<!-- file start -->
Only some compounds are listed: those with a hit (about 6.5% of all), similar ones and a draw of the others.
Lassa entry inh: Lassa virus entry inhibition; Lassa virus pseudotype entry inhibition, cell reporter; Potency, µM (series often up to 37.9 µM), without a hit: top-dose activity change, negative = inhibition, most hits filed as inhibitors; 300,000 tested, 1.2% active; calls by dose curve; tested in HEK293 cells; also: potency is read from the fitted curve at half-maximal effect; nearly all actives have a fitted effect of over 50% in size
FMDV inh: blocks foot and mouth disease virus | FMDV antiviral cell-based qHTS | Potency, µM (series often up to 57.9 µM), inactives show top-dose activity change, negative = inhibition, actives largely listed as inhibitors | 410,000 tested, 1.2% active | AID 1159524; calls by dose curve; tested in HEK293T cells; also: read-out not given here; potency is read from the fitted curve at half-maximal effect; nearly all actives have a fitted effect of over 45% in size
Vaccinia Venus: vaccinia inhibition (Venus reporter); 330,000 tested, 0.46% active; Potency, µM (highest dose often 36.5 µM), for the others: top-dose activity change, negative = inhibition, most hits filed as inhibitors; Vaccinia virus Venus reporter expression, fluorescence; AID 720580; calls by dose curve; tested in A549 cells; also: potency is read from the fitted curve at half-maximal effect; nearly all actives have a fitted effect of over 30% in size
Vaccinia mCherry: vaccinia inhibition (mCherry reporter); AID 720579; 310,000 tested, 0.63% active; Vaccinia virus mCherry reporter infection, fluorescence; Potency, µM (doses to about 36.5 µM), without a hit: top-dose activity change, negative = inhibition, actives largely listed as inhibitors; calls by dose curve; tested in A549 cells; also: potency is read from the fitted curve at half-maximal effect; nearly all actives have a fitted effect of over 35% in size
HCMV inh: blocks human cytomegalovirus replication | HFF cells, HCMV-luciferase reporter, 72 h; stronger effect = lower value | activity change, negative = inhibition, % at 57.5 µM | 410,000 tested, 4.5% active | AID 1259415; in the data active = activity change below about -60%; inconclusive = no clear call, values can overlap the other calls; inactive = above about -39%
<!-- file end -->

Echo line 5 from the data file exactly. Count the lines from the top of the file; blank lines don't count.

Vaccinia mCherry: vaccinia inhibition (mCherry reporter); AID 720579; 310,000 tested, 0.63% active; Vaccinia virus mCherry reporter infection, fluorescence; Potency, µM (doses to about 36.5 µM), without a hit: top-dose activity change, negative = inhibition, actives largely listed as inhibitors; calls by dose curve; tested in A549 cells; also: potency is read from the fitted curve at half-maximal effect; nearly all actives have a fitted effect of over 35% in size